I am now old enough to say things like, “I’ve been buying food from the bulk section of the grocery store/co-op for fourteen years.” So instead of feeling like that comment ages me, I’ll follow up by patting myself on the back for making healthy and local food choices that will likely extend my life by another fourteen years!
I remember feeling slightly intimidated by the bulk section of grocery stores and knowing there was a different feel to the bulk sections in a natural foods store or co-op than the one I got from your standard grocery store. After all these years I now believe there is a difference in quality, freshness and variety.
Buying in bulk is a really helpful tool, especially in our current economic state. You save money because you’re not paying for packaging and marketing of these products, so the retailer can give you a better price. russian food store You can purchase as much as you’d like, throw in a few spices and you’ve got a great dish for your whole family.
To help encourage you to shop in bulk if you haven’t already, here are a few tips:
- Retailers typically offer you plastic bags to use, which is fine, but I try to bring along my own container (s). BEFORE you fill your container or reusable bag (search reusable or bulk bags on Etsy…some are drawstring and some Velcro shut and they are awesome and worth the investment), be sure to weigh it on the scale and mark the weight on the sticker you use to write the PLU number.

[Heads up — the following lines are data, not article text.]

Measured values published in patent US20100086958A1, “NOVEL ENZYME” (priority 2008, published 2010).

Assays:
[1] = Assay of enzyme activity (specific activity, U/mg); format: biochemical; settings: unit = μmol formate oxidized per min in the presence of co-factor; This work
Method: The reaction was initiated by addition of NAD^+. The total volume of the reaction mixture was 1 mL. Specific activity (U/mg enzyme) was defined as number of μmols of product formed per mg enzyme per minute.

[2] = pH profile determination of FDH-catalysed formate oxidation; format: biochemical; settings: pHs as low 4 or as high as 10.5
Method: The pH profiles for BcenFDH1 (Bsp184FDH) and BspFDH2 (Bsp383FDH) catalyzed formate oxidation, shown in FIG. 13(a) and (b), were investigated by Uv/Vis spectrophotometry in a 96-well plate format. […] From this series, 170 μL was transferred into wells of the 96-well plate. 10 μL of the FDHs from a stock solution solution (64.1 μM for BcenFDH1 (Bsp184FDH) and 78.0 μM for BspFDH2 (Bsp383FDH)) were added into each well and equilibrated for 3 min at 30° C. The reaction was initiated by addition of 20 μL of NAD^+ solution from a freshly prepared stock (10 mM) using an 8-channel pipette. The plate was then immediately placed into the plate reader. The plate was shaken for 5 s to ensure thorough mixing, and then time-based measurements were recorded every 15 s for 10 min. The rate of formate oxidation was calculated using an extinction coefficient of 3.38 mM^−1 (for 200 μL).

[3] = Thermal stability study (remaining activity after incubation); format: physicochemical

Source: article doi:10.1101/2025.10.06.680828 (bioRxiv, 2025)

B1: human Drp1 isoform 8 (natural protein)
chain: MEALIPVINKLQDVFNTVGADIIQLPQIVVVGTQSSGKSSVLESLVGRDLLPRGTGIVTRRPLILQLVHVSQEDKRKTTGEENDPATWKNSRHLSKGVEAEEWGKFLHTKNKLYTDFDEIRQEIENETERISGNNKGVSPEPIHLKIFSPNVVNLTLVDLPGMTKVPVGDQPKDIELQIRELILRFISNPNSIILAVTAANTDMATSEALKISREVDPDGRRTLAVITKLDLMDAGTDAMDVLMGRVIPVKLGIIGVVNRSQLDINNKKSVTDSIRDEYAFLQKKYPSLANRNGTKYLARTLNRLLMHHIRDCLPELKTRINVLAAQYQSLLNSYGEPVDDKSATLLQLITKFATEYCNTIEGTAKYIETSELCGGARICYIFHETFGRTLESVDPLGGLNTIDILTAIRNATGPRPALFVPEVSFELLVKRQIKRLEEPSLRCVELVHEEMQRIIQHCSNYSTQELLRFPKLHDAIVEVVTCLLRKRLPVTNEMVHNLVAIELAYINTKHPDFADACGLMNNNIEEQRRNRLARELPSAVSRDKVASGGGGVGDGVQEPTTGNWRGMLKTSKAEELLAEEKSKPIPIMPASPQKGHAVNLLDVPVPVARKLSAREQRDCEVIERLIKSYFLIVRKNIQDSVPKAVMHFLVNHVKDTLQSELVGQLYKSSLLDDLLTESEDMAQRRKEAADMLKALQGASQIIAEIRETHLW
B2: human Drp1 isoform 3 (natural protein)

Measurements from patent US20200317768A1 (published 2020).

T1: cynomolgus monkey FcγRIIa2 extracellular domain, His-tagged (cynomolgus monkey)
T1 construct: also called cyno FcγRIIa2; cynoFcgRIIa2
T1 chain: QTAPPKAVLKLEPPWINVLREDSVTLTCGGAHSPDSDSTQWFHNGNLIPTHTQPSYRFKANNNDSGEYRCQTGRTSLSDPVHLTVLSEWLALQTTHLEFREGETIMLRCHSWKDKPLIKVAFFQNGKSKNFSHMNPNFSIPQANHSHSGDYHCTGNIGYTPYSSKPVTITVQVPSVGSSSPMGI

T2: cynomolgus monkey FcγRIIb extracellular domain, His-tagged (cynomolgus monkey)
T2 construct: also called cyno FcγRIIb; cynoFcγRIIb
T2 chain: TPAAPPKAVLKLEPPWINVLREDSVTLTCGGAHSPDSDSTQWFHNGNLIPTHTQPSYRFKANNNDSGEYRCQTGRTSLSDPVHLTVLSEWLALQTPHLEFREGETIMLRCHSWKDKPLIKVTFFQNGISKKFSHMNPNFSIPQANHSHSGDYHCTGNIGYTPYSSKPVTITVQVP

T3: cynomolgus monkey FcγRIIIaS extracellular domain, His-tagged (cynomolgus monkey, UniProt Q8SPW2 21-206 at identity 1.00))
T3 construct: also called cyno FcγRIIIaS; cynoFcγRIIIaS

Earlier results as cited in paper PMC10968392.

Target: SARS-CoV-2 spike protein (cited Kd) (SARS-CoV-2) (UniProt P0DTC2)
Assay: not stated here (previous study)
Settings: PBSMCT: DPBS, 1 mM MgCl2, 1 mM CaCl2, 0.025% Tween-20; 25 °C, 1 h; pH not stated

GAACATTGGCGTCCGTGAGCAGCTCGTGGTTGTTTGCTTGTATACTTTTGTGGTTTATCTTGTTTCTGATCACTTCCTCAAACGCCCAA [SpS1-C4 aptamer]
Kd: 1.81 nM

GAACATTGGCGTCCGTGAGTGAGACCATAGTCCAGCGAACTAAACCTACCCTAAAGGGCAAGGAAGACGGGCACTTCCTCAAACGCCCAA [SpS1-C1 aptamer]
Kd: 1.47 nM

- Find the item you are looking for and decide if you’d like enough for the dish you’re making and perhaps another meal, or if it’s an item you go through quickly enough to purchase five pounds of.
- Note the PLU number on the description of the item and either write it on the provided blank sticker or tap it into the digital scale.
- Some retailers have an actual digital scale to weigh your own food and some take the weight at the cash register. Customer friendly retailers will have posted a simple, How-To at the digital scale within the bulk food section.
- Because we’re all busy and some of us are still learning the colors of different beans, the textures of different flowers and the shapes of different nuts and seeds, I recommend writing what you just purchased right onto the blank sticker next to or under the PLU number. That way you don’t have to guess what to do with the mystery food in the bags when you get home.
- Store your items once you get home. Some throw the bags right into their pantry, but I recommend an organized enough system so you can find what you need when you need it. I love using, and in fact, collect, old school Mason jars. I do label some jars so my husband can’t say he doesn’t know what’s in them.
Here is how I store items from the bulk section:
· Spices: I purchased one clear bulk bottle from the bulk aisle every once in a while until I had enough to help me organize my spice storage with the little space I have.
· Flour: I store flours in very large old jars. We go through it quickly as my daughter now likes to bake on her own and they are easy for her to access. If I have excess I store it in our spare deep freeze.
· Grains: I also store these in jars and they are really quite pretty to look at. I love their textures, colors and if I can see them, I know they need to be used.
· Legumes: I typically purchase triple what I need in this department. Legumes (beans) are so inexpensive that it’s worth it to have them on hand as many recipes call for them. They are high in protein and a great addition to many dishes. I make a double batch and still have dried beans left over. These are also pretty to look at.